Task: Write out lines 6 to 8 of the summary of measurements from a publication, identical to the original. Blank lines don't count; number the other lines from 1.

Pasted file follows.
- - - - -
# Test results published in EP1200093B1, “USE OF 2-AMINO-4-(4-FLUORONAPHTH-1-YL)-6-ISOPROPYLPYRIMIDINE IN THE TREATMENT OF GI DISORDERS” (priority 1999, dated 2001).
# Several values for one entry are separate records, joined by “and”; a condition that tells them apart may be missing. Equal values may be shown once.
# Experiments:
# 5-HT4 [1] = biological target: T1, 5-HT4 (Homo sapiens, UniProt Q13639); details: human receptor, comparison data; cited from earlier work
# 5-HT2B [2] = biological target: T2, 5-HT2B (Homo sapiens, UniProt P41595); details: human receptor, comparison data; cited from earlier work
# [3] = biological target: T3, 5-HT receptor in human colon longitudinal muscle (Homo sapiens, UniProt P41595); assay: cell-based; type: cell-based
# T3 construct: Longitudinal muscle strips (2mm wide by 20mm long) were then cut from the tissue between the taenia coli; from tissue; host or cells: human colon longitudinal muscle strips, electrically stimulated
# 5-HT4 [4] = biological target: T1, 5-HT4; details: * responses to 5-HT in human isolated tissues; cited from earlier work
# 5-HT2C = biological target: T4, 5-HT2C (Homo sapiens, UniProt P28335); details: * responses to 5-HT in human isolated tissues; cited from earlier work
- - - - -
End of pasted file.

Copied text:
# [3] = biological target: T3, 5-HT receptor in human colon longitudinal muscle (Homo sapiens, UniProt P41595); assay: cell-based; type: cell-based
# T3 construct: Longitudinal muscle strips (2mm wide by 20mm long) were then cut from the tissue between the taenia coli; from tissue; host or cells: human colon longitudinal muscle strips, electrically stimulated
# 5-HT4 [4] = biological target: T1, 5-HT4; details: * responses to 5-HT in human isolated tissues; cited from earlier work